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Glider

Gliders are un-powered heavier-than-air aircraft.

They can be divided into two broad categories, true gliders and sailplanes.

1. True gliders

True gliders are designed for descent only.

The first heavier-than-air aircraft to be built and flown, Sir George Cayley's Coachman Carrier (1853) was a true glider.

Other examples were the military gliders[?] used in the second world war to support paratroop operations. These craft were used for a single flight only. The troops landing by glider were referred to as airlanding as opposed to paratroops. A typical cargo plane could carry 8 to 10 soldiers, but that same plane could tow a glider with 20 men in it - due largely to having two sets of wings. Furthermore the glider could be released at some distance from the actual target, making it somewhat more difficult for the enemy to guess their intentions. Larger gliders were also used to land heavier equipment like anti-tank guns and jeeps, which was a major improvement in the power of the otherwise lightly-armed paratroop forces.

The Orbiter vehicles or "space shuttles", which glide to earth at the end of each spaceflight, also fall into this category.

2. Sailplanes

Sailplanes are specifically intended for the sport of gliding. Their design enables them to use energy from the atmosphere to "soar"; they can climb as well as descend. For more about soaring, please see the gliding article.

To enable them to soar, sailplanes are designed to minimise drag. They have very smooth, narrow fuselages and very long, narrow wings with a high aspect ratio. New materials such as carbon fiber plastic and computer-aided design have increased performance. While early gliders have had glide ratios of worse than 20 to 1, the latest open-class competition models can exceed ratios of 60 to 1 and maintain this efficiency over a wide range of air-speeds. [The ratio of 60:1 means that in smooth air the sailplane can horizontally travel 60km while losing 1000m of altitude]. In modern gliding competitions, the pilot who is the fastest completing the task set for the day is the winner. To adapt the glider to the thermals and lift available at the time, the competition rules sometimes allow gliders to carry jettisonable water ballast. Heavier planes have a slight disadvantage climbing in rising air, but the extra wing load shifts the gliders performance curve into higher velocities, so that the plane can achieve the same glide ratio at a higher velocity. While this is an advantage in strong conditions when the gliders spend only little time climbing in thermals, the pilot can jettison the water ballast before it becomes a disadvantage when the thermal conditions weaken in the evening.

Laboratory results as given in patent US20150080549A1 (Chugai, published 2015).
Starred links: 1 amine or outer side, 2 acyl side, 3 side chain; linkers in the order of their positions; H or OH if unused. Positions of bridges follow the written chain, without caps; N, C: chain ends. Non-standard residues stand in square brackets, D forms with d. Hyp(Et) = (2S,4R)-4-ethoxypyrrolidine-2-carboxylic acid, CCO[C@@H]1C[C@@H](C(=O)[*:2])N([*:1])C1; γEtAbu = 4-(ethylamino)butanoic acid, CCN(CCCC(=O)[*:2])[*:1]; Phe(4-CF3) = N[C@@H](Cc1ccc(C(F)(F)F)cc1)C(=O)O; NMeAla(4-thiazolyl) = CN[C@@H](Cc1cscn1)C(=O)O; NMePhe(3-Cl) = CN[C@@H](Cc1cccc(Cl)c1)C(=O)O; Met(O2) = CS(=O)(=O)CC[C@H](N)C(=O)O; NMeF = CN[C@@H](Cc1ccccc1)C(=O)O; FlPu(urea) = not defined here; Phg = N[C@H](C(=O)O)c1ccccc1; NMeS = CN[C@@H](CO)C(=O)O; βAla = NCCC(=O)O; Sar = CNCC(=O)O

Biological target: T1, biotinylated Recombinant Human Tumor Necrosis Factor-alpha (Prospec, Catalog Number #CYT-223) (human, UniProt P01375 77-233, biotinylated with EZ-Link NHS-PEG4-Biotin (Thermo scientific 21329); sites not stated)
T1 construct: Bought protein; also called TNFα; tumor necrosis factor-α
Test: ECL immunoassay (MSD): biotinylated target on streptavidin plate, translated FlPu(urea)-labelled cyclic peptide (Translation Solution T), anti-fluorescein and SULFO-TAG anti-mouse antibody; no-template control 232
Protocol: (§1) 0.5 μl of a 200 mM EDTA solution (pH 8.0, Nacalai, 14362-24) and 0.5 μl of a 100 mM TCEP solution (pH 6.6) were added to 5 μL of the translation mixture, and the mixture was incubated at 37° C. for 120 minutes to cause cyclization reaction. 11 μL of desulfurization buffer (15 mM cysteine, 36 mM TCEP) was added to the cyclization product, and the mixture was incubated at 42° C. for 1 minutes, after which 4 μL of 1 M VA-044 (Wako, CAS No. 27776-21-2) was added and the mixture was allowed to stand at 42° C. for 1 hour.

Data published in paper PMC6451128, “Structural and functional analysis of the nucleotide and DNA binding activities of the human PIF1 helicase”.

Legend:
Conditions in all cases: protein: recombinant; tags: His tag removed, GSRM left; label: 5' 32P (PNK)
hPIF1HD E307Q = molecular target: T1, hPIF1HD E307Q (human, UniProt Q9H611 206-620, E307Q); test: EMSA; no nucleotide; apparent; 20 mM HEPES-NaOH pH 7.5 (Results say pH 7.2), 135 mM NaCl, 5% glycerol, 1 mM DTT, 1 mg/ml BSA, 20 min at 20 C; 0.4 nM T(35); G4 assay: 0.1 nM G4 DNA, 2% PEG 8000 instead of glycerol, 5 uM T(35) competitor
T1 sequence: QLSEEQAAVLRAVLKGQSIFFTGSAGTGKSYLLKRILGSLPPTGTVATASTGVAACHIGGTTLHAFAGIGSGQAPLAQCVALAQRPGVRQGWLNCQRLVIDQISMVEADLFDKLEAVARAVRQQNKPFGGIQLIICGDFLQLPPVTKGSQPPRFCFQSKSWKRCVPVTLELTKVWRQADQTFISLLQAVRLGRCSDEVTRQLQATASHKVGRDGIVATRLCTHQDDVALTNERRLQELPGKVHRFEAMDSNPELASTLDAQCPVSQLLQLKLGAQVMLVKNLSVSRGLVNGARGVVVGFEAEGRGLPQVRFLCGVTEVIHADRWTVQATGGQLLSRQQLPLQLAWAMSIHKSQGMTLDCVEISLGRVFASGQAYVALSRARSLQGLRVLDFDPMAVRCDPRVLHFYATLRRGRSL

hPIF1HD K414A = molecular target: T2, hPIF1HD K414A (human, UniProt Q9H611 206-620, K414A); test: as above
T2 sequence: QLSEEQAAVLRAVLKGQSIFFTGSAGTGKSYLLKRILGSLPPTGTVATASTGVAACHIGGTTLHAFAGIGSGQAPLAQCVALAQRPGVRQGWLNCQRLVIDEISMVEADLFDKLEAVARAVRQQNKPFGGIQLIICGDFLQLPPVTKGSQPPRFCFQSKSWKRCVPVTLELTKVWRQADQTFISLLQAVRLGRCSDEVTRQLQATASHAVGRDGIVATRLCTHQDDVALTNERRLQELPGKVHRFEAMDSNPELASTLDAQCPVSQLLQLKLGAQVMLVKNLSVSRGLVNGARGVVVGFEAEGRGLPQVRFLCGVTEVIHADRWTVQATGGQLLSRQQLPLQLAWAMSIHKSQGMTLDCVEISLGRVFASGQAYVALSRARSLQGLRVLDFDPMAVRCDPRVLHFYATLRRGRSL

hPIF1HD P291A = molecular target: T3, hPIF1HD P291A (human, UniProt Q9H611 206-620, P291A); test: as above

Much more than in other types of aviation, glider pilots use and rely on an instrument called a variometer, which measures the climb/sink rate of the plane. Because of their continuous use in gliders, electronic variometers are common, which code their reading into an acoustic signal of variable amplitude and frequency, so that it can be used without drawing the pilot's attention away from watching/scanning airspace and weather. Only in gliders, a special variometer system called 'total energy compensation' is used. In this setting, the variomter does not measure the pure climb/sink rate, which changes dramatically when the plane's speed changes because of kinetic/potential energy conversion. Ideally, it only measures true gain/loss of glider energy due to vertical airflows. Total energy compensation in variometers can be achieved all mechanically without microprocessor electronics and has been used in gliders from the early days on.

The commonest method of launching gliders is to be towed behind a powered aircraft, although a variety of other methods are also widely used (see gliding).


Scheibe motor glider.
Larger version

Some sailplanes ("self-launching motor gliders") are actually equipped with motors, usually retractable into the fuselage, powerful enough to allow the gliders to launch independently. Others ("self-sustaining motor gliders") are equipped with motors just powerful enough to allow the glider to climb slowly under its own power after an assisted takeoff. Some people argue that an engine makes the aircraft safer, because the pilot can avoid storms, and can go to an airstrip to land. An opposing view is that motor gliders go against the spirit of the sport, and, more importantly, that they sometimes give pilots a false sense of invulnerability. In gliding and in single-engine flying in general, it is important never to be out of gliding range of a safe landing site.

See also: gliding

External links:

  • General:
    • Sailplane Directory (http://www.sailplanedirectory.com/ndxtype.htm) - An enthusiast's web-site that lists manufacturers and models of sailplanes, past and present.



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